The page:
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Rays 2017 Season Preview: Jesus Sucre

MLB: Spring Training-Boston Red Sox at Tampa Bay Rays Kim Klement-USA TODAY Sports

On February 8th the Tampa Bay Rays acquired another player from the Seattle Mariners. They traded a player to be named later or cash considerations for catcher Jesus Sucre.

Jesus Sucre is a super two eligible player who was designated for assignment on February 1 after agreeing to a $630,000 deal with the Mariners. In just under three years of major league service time over four seasons he played in 90 games (for 678.1 innings) with the Mariners, so he remains a bit of an unknown.

A broken fibula suffered in the Venezuela Winter League the previous season forced Sucre to miss about half of 2016.

Jesus Sucre is competing for one of the two catching jobs until Wilson Ramos is ready to spend time behind the plate.

Defense First

Ever since signing Jose Molina as a free agent the Rays have been focused on catcher defense, especially pitch framing. Sucre fits that mold. Indeed, Chris Archer has compared him to Jose Molina behind the plate.

In his 678.1 innings he has put up +4 DRS (Defensive Runs Saved can be found at and +7.6 FRAA (Fielding Runs Above Average via Baseball Prospectus).

FRAA breaks down his defensive contributions to +5.6 framing runs, +1.4 blocking runs, and +0.6 throwing runs.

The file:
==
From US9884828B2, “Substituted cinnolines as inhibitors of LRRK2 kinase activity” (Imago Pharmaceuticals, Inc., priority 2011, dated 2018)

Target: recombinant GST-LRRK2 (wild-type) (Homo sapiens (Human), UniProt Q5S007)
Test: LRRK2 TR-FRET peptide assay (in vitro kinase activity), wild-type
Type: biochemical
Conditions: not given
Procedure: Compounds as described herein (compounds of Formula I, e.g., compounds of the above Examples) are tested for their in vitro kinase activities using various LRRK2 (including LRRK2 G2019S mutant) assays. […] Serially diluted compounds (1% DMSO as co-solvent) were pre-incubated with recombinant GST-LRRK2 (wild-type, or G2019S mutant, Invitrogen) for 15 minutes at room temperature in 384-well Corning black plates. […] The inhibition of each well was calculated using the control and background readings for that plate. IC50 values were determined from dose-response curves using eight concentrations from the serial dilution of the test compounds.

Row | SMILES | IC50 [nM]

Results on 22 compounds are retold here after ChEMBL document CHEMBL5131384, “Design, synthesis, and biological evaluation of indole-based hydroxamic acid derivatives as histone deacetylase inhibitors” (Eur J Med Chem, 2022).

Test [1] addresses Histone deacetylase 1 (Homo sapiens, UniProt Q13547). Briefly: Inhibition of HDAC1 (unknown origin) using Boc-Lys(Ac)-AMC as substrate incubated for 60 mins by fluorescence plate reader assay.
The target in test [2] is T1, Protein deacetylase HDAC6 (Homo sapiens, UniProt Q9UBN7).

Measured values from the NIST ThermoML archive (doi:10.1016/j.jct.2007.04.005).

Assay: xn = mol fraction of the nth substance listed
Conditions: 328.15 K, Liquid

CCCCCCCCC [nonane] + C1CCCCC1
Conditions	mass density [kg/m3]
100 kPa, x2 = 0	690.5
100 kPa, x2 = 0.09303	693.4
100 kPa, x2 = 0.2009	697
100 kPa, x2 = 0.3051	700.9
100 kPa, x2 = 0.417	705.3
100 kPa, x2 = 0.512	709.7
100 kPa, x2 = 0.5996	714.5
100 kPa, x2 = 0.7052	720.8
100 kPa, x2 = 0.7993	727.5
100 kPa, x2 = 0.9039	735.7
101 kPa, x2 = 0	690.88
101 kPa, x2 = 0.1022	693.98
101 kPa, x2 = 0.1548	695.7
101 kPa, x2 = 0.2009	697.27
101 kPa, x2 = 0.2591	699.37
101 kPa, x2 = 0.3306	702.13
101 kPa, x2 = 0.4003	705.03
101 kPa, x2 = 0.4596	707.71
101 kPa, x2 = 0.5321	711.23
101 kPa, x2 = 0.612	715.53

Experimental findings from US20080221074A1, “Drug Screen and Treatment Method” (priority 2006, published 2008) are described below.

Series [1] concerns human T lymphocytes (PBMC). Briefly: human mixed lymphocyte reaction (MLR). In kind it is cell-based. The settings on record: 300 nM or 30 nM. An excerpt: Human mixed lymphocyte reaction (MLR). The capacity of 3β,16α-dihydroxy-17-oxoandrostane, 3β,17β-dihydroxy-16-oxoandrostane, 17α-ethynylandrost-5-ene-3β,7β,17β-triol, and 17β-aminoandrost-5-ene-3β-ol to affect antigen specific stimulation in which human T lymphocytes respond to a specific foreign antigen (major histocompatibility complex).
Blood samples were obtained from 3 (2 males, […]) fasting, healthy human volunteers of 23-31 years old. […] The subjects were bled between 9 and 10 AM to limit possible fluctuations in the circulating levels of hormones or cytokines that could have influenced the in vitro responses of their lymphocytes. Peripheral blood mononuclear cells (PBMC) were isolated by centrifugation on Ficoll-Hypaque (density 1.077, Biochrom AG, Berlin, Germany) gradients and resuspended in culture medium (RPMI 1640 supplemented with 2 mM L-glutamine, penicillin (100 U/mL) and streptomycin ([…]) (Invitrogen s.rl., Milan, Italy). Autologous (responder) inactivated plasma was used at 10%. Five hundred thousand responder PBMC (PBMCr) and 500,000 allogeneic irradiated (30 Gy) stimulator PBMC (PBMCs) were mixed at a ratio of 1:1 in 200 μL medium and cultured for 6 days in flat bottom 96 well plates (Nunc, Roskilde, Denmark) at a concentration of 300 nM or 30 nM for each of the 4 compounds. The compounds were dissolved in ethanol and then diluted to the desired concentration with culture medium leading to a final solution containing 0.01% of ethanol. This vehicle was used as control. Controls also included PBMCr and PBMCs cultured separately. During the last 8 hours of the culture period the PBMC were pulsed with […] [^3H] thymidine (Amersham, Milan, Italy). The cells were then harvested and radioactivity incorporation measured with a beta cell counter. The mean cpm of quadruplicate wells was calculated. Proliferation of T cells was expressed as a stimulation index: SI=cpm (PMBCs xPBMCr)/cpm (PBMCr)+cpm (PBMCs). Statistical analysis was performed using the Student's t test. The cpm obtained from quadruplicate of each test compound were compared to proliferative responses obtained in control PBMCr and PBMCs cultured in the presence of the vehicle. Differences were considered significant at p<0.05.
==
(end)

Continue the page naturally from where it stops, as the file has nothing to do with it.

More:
He has been above average in the traditional catching defensive categories while being very good in pitch framing, albeit in a very small sample.

Offense Last

Sucre says he doesn’t care about his offense and puts all his focus on his defense. His offensive results back up this contention.

In 264 plate appearances he has put up a .209/.246/.276 line and 44 wRC+. Just for comparison, Rays catchers put up a .202/.265/.349 line and 66 wRC+ last year.

Offensively there isn’t a lot to like about Sucre’s game. He doesn’t walk, with a 3.8% walk rate, and he doesn’t hit for power, with .067 ISO. At least he doesn’t strike out much, just 16.7% of the time. He just doesn’t do enough with the balls he does put in play. He’s a ground ball hitter who doesn’t hit the ball hard. He has a 48.2% groundball rate and 16.8% hard hit rate.

Even in the minor leagues he hasn’t done much offensively as over four years in AAA he has put up a .279/.312/.341 line over 406 plate appearances in the hitter friendly Pacific Coast League, with wRC+s of 86, 66, 72, and 69.

For those who can derive optimism from super small samples he did hit .480/.552/.680 and put up a 244 wRC+ over 29 plate appearances last season.


ZiPS projects a .236/.263/.292 line and 51 wRC+ for Sucre. PECOTA’s 50th percentile projection has Sucre hitting .241/.277/.339 and .218 TAv.

Sucre’s .218 TAv is roughly equivalent to the .215 TAv Luke Maile put up last season. Sucre, however, probably has an edge in providing truly elite defense.

Somewhat unexpectedly, Sucre has started spring training on fire offensively hitting .417/.500/.917 with two homers through 12 plate appearances, which matches his career home run totals (two in 264 plate appearances). Odds are he won’t keep this up.

He’s not currently on the 40 man roster, which means he will probably start the year in Durham as depth. I wouldn’t be surprised, however, if the Rays chose to add him to the roster at some point in their effort to improve team defense.